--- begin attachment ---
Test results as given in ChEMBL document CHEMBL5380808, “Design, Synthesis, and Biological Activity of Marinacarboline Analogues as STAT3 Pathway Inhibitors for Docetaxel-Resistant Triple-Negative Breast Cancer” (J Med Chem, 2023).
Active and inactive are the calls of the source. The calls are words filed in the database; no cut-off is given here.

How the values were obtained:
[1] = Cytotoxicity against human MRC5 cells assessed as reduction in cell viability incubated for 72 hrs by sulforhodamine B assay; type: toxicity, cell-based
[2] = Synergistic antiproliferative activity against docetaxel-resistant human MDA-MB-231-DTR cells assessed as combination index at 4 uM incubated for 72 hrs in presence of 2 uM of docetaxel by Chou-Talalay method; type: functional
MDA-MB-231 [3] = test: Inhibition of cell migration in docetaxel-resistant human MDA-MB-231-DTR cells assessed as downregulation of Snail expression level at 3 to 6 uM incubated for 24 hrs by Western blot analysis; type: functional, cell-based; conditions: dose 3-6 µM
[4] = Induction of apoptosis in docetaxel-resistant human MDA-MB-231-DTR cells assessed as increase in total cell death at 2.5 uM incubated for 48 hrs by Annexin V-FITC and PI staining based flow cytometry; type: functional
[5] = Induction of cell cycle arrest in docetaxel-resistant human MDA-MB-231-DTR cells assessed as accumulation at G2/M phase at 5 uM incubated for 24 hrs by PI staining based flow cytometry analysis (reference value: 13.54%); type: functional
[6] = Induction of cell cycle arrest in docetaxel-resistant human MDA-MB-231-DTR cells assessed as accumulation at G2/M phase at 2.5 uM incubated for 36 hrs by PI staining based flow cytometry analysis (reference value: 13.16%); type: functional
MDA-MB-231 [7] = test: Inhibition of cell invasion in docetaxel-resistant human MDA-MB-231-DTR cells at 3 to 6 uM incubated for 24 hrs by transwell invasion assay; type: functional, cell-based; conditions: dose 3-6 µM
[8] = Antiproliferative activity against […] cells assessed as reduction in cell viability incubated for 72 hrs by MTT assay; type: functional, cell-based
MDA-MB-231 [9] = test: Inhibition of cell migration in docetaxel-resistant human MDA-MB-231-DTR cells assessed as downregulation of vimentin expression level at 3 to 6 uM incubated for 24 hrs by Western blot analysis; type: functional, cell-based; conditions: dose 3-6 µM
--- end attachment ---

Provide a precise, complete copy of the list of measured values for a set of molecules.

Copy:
Test results as given in ChEMBL document CHEMBL5380808, “Design, Synthesis, and Biological Activity of Marinacarboline Analogues as STAT3 Pathway Inhibitors for Docetaxel-Resistant Triple-Negative Breast Cancer” (J Med Chem, 2023).
Active and inactive are the calls of the source. The calls are words filed in the database; no cut-off is given here.

How the values were obtained:
[1] = Cytotoxicity against human MRC5 cells assessed as reduction in cell viability incubated for 72 hrs by sulforhodamine B assay; type: toxicity, cell-based
[2] = Synergistic antiproliferative activity against docetaxel-resistant human MDA-MB-231-DTR cells assessed as combination index at 4 uM incubated for 72 hrs in presence of 2 uM of docetaxel by Chou-Talalay method; type: functional
MDA-MB-231 [3] = test: Inhibition of cell migration in docetaxel-resistant human MDA-MB-231-DTR cells assessed as downregulation of Snail expression level at 3 to 6 uM incubated for 24 hrs by Western blot analysis; type: functional, cell-based; conditions: dose 3-6 µM
[4] = Induction of apoptosis in docetaxel-resistant human MDA-MB-231-DTR cells assessed as increase in total cell death at 2.5 uM incubated for 48 hrs by Annexin V-FITC and PI staining based flow cytometry; type: functional
[5] = Induction of cell cycle arrest in docetaxel-resistant human MDA-MB-231-DTR cells assessed as accumulation at G2/M phase at 5 uM incubated for 24 hrs by PI staining based flow cytometry analysis (reference value: 13.54%); type: functional
[6] = Induction of cell cycle arrest in docetaxel-resistant human MDA-MB-231-DTR cells assessed as accumulation at G2/M phase at 2.5 uM incubated for 36 hrs by PI staining based flow cytometry analysis (reference value: 13.16%); type: functional
MDA-MB-231 [7] = test: Inhibition of cell invasion in docetaxel-resistant human MDA-MB-231-DTR cells at 3 to 6 uM incubated for 24 hrs by transwell invasion assay; type: functional, cell-based; conditions: dose 3-6 µM
[8] = Antiproliferative activity against […] cells assessed as reduction in cell viability incubated for 72 hrs by MTT assay; type: functional, cell-based
MDA-MB-231 [9] = test: Inhibition of cell migration in docetaxel-resistant human MDA-MB-231-DTR cells assessed as downregulation of vimentin expression level at 3 to 6 uM incubated for 24 hrs by Western blot analysis; type: functional, cell-based; conditions: dose 3-6 µM